A Doctor’s Love Affair with Vicodin | WBEZ
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A Doctor’s Love Affair with Vicodin

“Medicine is a land of opportunity for a drug addict.”

Take Peter Grinspoon’s word for it. The Harvard-trained physician spent years abusing painkillers, infatuated with the feeling of euphoria that he got from the drugs.

Getting pills as a physician wasn’t hard. Like an alcoholic working at a bar, Grinspoon was surrounded by Vicodin, Oxycodone, Percocet and other opiates on a daily basis. He had easy access to a prescription pad, and he convinced patients who were addicts themselves to share their meds with him.

“I was basically taking advantage of these patients. It’s very upsetting for me to think about,” he said.

Then one day, when Grinspoon was 39, he got caught. By now he was taking up to 12 of 14 pills a day. He’d been writing bogus prescriptions, and eventually, a local pharmacist caught on. She alerted law enforcement and Grinspoon was charged with fraudulently prescribing controlled substances and sent to rehab.

Dr. Peter Grinspoon (Peter Grinspoon)

Grinspoon’s painkiller addiction happened in the midst of national opiate epidemic. In 2014 alone, a total of 10.3 million people in America reported using prescription opioids for non-medical reasons, according to the New England Journal of Medicine.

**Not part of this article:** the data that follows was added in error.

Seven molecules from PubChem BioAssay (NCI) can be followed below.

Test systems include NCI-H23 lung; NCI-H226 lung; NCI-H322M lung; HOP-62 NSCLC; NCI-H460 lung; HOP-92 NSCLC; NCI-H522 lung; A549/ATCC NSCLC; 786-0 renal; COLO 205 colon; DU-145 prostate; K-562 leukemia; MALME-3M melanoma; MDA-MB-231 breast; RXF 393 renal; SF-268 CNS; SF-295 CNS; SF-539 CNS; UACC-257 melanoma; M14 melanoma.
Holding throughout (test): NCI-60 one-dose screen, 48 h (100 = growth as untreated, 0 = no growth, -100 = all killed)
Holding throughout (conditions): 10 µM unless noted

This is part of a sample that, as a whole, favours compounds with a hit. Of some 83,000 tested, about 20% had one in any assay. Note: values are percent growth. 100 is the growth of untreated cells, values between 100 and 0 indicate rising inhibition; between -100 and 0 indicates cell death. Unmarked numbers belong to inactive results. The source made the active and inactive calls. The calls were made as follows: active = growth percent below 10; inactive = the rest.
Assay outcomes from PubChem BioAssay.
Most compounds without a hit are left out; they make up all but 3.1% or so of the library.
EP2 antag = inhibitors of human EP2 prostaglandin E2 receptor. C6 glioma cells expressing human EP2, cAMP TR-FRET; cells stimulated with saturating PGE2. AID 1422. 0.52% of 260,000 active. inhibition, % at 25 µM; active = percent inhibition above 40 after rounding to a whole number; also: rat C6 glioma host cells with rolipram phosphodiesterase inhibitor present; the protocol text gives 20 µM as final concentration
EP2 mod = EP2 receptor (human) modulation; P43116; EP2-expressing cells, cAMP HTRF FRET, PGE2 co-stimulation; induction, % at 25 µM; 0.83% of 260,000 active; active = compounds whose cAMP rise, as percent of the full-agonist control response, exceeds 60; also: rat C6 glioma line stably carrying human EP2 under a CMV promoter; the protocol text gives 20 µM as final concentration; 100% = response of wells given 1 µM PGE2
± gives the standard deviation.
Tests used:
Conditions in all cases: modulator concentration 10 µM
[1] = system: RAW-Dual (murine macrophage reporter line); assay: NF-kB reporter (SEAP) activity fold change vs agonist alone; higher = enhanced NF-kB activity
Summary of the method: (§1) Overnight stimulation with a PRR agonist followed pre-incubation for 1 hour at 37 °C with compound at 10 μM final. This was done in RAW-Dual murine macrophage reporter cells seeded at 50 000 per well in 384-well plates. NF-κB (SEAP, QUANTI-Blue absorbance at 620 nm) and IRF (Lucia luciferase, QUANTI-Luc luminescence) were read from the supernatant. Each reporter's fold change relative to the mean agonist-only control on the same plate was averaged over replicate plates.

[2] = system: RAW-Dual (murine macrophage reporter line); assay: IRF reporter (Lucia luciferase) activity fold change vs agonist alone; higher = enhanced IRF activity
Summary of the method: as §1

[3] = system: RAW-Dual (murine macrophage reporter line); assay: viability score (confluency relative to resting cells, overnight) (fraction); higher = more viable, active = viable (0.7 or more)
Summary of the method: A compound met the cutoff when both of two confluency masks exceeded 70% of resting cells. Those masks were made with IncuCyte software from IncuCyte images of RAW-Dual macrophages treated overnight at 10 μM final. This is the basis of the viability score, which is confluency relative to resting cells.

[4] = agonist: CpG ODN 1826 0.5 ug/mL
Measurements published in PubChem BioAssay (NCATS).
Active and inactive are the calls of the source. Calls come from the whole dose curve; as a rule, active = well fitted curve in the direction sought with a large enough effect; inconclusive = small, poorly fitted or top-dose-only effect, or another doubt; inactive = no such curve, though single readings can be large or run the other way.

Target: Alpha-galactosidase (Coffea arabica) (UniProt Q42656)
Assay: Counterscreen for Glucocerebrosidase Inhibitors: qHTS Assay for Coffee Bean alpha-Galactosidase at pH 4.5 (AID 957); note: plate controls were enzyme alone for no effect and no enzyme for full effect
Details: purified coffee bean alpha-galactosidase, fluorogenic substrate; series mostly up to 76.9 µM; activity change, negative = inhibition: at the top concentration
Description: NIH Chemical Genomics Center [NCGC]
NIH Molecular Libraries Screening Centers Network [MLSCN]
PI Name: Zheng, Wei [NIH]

Grinspoon’s recovery would be difficult. His addiction had broken up his marriage and jeopardized his career. He relapsed more than once after his first three-month stint in a rehabilitation center.

“I was embarrassed of the mess I made of my life,” Grinspoon said. “I think addicts in general suffer from overwhelming guilt and shame. And doctors who’ve been booted from their jobs feel profound guilt and shame.”

With the support of his brothers, and the motivation of being reunited with his children, Grinspoon has been sober for more than a decade. He’s back at work, and doesn’t prescribe pills in the same way he did before. He channeled his journey into a book, “Free Refills,” a memoir of his addiction and recovery.

Grinspoon said he still notices a bottle of Vicodin on the counter, and will always be sensitive to the drugs around him. But he no longer feels the cravings he used to feel.

“I think I burnt out my fascination [with drugs] by engulfing my life in flames,” he said.

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